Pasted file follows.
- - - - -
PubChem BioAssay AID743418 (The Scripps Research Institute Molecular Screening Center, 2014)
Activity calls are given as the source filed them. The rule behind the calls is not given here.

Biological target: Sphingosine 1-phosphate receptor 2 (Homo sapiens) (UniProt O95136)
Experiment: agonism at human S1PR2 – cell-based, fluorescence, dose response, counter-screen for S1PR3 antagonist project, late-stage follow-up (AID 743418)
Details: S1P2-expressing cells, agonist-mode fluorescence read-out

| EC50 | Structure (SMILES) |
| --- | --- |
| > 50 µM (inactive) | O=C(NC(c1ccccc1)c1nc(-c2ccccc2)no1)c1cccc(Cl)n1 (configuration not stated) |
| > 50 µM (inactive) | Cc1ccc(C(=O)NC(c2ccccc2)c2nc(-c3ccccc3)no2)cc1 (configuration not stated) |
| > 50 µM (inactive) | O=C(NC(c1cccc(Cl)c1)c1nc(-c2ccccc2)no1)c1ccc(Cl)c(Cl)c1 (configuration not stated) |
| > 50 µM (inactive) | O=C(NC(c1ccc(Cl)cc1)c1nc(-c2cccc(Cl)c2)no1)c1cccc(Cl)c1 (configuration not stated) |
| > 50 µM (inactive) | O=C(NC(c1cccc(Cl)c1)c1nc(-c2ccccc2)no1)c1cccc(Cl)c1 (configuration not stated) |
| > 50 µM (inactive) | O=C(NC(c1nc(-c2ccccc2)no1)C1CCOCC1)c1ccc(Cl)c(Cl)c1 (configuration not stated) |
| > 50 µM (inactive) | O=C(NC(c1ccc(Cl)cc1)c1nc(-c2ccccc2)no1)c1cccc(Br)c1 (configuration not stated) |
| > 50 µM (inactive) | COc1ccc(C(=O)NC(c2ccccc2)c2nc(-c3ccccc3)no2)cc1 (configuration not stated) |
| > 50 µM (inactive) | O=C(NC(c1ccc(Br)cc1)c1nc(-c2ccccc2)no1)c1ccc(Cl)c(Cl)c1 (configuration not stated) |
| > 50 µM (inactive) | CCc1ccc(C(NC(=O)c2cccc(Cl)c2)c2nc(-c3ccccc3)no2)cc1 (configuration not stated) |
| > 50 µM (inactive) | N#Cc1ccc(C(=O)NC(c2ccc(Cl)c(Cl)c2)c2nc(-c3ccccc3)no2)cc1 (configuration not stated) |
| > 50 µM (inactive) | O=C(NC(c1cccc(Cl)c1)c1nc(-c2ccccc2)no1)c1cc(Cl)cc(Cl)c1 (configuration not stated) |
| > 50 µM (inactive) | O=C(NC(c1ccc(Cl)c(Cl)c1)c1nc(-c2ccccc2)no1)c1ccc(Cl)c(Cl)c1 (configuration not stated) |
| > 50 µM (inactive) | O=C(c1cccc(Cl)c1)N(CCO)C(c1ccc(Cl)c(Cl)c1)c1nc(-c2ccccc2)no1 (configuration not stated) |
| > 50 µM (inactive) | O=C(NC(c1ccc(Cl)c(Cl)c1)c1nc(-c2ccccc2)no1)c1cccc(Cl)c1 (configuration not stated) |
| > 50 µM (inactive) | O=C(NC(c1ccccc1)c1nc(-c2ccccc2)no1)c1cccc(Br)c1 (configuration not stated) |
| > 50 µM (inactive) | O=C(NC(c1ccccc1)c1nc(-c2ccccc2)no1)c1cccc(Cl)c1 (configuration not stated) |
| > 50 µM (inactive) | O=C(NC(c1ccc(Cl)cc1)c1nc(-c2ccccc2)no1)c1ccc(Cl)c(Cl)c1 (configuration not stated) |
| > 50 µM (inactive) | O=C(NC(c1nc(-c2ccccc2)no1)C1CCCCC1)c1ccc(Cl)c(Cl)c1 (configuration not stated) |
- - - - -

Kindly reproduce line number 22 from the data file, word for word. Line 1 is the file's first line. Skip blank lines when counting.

| > 50 µM (inactive) | O=C(NC(c1ccc(Cl)c(Cl)c1)c1nc(-c2ccccc2)no1)c1cccc(Cl)c1 (configuration not stated) |